Apr 5, 2024 - News

Supervisor Aaron Peskin to run for San Francisco mayor

Photo of Aaron Peskin speaking from a podium at a news conference

San Francisco Supervisor Aaron Peskin speaks at an event last June. Photo: Tayfun Coskun/Anadolu Agency via Getty Images

San Francisco Supervisor Aaron Peskin has confirmed he will run for mayor, joining a crowded race of candidates seeking to unseat incumbent Mayor London Breed.

Why it matters: Breed faces a tough re-election bid this November, according to a February poll commissioned by the San Francisco Chronicle that showed 42% of San Francisco voters strongly disapproved of her performance as mayor.

  • In addition to Peskin, Breed will have to fend off competition from philanthropist Daniel Lurie, Supervisor Ahsha SafaĆ­ and former interim Mayor Mark Farrell.

State of play: Peskin, the sitting president of the Board of Supervisors, has increased his criticism of Breed in recent years and has often traded barbs with the mayor.

  • Peskin is serving his fifth non-consecutive term on the board and currently represents District 3, which includes North Beach, Fisherman's Wharf, Chinatown, Union Square and the Financial District.
  • Peskin told Axios he believes in forging compromise and consensus to "move large and small pieces of policy forward."
  • He has pushed for eviction control and supports building a joint drug market command center to help provide treatment slots. He also plans to prioritize housing development efforts for lower-income households via revenue bond financing.

What they're saying: In an interview with Axios on Thursday, Peskin slammed Breed's handling of the city's crises with drug abuse and homelessness, calling it haphazard and inconsistent.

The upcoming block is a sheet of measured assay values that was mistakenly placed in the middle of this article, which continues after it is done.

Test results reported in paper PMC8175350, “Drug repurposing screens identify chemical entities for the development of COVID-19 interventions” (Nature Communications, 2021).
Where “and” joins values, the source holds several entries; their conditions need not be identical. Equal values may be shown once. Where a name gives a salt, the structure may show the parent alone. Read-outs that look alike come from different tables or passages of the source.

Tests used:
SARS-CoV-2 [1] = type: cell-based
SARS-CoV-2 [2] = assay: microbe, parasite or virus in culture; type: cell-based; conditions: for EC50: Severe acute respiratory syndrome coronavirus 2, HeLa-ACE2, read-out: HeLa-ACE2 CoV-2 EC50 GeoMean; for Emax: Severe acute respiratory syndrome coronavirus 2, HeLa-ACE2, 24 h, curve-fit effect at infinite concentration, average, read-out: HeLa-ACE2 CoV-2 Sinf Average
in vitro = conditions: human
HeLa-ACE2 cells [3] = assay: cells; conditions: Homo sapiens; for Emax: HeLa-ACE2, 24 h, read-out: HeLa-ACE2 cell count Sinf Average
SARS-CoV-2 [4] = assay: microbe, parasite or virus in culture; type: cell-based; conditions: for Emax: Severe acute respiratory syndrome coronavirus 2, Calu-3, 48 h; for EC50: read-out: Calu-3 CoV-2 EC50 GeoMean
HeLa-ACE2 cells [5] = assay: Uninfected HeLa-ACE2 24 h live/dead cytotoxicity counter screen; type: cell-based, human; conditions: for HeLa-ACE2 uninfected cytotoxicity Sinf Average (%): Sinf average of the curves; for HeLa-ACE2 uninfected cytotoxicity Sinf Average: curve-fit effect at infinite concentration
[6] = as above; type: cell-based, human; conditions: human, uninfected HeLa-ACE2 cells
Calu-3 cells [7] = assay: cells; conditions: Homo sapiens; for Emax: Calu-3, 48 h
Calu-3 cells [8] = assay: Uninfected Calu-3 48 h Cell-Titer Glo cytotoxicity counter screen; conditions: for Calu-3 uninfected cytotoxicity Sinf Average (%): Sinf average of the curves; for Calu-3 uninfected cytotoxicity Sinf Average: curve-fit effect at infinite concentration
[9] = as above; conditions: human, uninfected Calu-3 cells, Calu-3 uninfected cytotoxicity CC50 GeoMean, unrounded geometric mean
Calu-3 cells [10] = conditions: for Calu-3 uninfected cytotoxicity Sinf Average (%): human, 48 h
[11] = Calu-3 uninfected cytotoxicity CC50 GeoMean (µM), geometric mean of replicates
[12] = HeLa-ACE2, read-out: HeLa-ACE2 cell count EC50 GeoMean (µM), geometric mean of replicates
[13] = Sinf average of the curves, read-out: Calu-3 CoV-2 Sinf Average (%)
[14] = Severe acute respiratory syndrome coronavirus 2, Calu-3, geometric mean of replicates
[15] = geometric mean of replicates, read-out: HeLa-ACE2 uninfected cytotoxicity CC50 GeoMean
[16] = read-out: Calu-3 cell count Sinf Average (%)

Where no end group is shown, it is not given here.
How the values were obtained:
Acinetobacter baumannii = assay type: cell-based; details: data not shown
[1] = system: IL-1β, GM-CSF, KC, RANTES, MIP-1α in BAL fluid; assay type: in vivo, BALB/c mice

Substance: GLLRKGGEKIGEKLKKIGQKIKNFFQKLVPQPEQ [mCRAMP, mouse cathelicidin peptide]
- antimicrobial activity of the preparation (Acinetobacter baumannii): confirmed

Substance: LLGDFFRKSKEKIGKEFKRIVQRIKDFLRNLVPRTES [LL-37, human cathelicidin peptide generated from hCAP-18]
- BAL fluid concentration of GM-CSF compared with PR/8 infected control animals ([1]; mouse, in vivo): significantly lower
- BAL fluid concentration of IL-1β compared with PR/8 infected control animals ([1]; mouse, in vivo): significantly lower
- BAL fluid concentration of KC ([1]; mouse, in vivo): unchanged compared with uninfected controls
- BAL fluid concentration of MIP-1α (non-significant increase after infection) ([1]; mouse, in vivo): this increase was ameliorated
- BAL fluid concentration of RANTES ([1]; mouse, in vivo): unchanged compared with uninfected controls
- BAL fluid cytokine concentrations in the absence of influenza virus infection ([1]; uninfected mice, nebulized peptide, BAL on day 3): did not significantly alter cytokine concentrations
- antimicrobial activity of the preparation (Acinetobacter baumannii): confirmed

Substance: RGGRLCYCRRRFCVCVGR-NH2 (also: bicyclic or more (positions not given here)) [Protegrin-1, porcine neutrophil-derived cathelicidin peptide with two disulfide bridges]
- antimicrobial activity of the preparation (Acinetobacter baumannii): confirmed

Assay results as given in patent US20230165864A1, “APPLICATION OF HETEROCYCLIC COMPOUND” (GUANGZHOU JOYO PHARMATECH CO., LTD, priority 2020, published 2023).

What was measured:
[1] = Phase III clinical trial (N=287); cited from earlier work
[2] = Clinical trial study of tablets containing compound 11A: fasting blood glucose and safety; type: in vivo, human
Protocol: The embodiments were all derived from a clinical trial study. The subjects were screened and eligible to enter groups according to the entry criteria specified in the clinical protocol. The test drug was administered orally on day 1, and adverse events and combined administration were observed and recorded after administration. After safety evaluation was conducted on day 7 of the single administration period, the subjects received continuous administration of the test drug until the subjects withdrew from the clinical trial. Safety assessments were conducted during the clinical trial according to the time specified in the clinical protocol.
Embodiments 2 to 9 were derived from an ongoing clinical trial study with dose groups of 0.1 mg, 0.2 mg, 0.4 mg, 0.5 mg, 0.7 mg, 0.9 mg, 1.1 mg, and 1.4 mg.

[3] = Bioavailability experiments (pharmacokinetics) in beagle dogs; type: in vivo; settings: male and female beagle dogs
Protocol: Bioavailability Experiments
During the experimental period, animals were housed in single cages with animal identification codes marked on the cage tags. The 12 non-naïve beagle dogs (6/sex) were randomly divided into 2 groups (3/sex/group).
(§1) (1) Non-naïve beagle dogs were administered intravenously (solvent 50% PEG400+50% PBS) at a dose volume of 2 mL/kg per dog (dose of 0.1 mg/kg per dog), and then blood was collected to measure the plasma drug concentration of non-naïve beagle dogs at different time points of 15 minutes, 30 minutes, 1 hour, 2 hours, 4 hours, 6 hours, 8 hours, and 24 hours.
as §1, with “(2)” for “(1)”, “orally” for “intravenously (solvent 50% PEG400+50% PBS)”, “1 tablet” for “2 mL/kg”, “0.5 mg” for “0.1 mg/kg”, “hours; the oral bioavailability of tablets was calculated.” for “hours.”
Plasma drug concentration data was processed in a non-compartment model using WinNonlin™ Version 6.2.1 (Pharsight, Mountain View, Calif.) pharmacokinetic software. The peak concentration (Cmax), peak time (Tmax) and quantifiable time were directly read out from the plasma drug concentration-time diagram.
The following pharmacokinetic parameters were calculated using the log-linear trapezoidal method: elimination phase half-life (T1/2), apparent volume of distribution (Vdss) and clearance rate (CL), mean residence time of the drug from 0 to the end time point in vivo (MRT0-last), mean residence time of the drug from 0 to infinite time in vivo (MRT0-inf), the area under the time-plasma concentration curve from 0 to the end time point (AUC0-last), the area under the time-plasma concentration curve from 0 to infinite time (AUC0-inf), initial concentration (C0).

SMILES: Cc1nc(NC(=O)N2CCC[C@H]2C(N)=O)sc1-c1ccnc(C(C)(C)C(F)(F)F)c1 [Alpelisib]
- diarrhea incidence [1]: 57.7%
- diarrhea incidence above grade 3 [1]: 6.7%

• "The mayor believes in a one-size-fits-all solution, whereas I believe that the archipelago of neighborhoods and cultural districts that makes San Francisco so rich need to be treated carefully," he said, pointing to their differences on housing.

Friction point: The two faced off this year after Breed vetoed Peskin's housing bill, which would impose density limits in select historic districts based on recommendations from the city's Planning Department.

  • Supported by local housing activist groups, she had written in her veto message that the legislation would be a setback for the city's housing production goals.
  • The Board of Supervisors ultimately overturned her veto, with Peskin accusing Breed of prioritizing politics over policy.

Yes, but: The outcome of the March primary appeared to show a shift toward policies and candidates historically considered more moderate.

  • Breed's campaign spokesman, Joe Arellano, was dismissive of Peskin's views of housing, saying in a written statement he "is synonymous with intimidation, obstruction, and dysfunction."

What's next: Peskin is expected to formally announce his campaign on Saturday at a kickoff event in Chinatown.


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